The Day Ahead: Short Week Ends With Less Data, More Headline Potential

Heading into the last day of a holiday-shortened week that has offered little guidance for bond markets, we see today’s lack of major economic data as ample opportunity for “Friday volatility.”  MBS prices are going to have to decide if they’re holding above 105-00 in Fannie 3.0s and Treasuries may have to decide if they’re trending higher in yield or in the ongoing process of breaking that trend. 

Then again, neither of those things necessarily MUST happen today.  Indeed, bond markets have proved in recent weeks that they’re willing to sit in the corner and pout until their favorite show comes on.  It’s just that it’s getting kind of old!  Whatever the case, if volumes are light, we simply move on to the following week (which offers much more data), and try again to care about something other than FOMC or NFP.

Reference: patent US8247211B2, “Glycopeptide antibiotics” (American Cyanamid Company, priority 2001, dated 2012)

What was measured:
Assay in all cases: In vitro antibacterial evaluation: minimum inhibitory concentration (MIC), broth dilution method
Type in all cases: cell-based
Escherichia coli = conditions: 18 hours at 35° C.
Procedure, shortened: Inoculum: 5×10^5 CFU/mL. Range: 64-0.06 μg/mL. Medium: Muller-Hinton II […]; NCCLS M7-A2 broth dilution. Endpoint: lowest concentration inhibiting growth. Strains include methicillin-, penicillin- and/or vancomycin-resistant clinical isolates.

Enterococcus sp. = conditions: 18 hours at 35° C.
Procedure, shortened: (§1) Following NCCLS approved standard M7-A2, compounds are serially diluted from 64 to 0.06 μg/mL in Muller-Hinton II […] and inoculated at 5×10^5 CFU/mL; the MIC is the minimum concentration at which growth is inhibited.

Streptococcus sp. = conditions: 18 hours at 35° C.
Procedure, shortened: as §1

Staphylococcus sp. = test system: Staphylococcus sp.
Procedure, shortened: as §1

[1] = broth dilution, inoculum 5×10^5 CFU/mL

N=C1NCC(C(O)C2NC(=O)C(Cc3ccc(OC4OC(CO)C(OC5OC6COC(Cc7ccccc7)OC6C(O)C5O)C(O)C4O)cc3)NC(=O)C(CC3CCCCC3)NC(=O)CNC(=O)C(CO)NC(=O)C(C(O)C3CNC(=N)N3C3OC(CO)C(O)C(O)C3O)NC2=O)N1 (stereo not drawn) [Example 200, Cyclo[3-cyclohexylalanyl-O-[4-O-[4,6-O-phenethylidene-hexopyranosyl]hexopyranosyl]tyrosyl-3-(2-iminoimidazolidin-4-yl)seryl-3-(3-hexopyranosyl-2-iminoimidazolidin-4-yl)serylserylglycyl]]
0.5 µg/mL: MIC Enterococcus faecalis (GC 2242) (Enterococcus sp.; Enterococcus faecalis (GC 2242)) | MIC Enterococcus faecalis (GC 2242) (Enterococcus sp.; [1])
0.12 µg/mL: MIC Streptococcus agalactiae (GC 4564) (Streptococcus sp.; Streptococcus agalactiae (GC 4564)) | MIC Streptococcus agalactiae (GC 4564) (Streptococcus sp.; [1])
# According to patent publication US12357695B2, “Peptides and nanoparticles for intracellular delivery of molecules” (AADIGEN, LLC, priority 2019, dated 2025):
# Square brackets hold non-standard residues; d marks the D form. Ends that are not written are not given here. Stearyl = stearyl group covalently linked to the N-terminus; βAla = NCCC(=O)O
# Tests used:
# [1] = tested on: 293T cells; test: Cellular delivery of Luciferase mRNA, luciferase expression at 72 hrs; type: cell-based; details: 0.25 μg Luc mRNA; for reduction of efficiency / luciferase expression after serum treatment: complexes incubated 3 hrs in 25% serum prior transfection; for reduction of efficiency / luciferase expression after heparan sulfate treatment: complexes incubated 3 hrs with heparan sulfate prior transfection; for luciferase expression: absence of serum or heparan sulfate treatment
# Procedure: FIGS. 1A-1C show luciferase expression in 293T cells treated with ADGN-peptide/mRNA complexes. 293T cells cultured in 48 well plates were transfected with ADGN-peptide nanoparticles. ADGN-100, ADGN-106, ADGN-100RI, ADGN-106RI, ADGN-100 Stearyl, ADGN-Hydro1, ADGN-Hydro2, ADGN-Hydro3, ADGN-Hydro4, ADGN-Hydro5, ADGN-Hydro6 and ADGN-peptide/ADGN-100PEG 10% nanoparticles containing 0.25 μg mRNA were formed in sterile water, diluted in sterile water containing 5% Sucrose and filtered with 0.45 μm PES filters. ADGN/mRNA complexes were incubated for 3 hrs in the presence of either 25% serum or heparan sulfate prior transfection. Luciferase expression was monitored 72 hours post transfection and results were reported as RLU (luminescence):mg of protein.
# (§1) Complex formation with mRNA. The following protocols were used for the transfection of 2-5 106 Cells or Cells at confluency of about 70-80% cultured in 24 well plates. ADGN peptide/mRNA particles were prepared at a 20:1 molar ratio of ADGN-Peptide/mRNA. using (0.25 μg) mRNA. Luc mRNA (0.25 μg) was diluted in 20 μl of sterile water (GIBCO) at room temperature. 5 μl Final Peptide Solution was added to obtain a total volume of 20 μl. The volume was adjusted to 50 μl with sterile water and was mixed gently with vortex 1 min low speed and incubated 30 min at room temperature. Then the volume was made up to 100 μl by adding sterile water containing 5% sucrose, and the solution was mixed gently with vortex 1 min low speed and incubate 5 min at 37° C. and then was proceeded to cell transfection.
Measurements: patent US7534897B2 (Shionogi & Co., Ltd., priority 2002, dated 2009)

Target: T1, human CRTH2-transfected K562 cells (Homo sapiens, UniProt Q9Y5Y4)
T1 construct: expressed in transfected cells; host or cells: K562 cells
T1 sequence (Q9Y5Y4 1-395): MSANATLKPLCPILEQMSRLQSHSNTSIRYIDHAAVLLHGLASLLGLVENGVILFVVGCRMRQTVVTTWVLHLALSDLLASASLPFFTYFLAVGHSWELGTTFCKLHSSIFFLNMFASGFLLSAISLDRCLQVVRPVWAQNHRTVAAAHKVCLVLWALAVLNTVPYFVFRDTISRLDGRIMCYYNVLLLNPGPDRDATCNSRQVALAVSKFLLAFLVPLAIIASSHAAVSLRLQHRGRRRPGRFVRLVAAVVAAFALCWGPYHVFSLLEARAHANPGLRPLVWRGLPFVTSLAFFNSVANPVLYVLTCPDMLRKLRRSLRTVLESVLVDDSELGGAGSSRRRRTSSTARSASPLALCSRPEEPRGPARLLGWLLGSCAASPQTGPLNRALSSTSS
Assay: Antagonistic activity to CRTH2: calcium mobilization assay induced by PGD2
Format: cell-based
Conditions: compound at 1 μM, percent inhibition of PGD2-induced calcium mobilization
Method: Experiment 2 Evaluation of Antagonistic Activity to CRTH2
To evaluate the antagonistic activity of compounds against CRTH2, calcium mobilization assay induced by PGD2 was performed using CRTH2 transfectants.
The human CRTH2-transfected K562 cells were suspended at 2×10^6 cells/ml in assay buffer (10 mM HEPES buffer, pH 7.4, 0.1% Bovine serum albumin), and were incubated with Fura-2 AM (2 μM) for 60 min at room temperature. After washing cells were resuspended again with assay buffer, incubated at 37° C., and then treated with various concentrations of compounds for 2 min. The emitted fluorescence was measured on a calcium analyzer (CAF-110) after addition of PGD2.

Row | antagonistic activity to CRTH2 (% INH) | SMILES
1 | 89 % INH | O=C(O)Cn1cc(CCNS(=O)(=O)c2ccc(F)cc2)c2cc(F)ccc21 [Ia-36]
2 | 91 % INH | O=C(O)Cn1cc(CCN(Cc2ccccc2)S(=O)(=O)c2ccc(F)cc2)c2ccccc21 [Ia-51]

If we’re going to end up caring about something today, the contenders will really have to step up to the plate.  8:30am Producer Prices isn’t a report we’ve paid any attention to for quite some time, and the current gameplan is to continue not paying any attention to inflation data until inflation data suggests that inflation is to be taken seriously.  This has nothing to do with an opinion about the theoretical importance of inflation/deflation and much more to do with the fact that markets simply haven’t traded a PPI or CPI in recent memory.

That leaves Consumer Sentiment at 9:55am as the key data point, and that’s not necessarily the report we want to be carrying the session.  Markets know this, and they also know that bond markets have been increasingly antsy.  So we have the choice to coast out uneventfully in light volume or to try to get something going.  In the case of the latter, the burden of motivation would fall to European headlines.  If we don’t see a good level of connection between Euro headlines and bond markets early, we’ll be ready for an extended lunch break beginning at 9:56am.

Article source: http://www.mortgagenewsdaily.com/mortgage_rates/blog/278928.aspx

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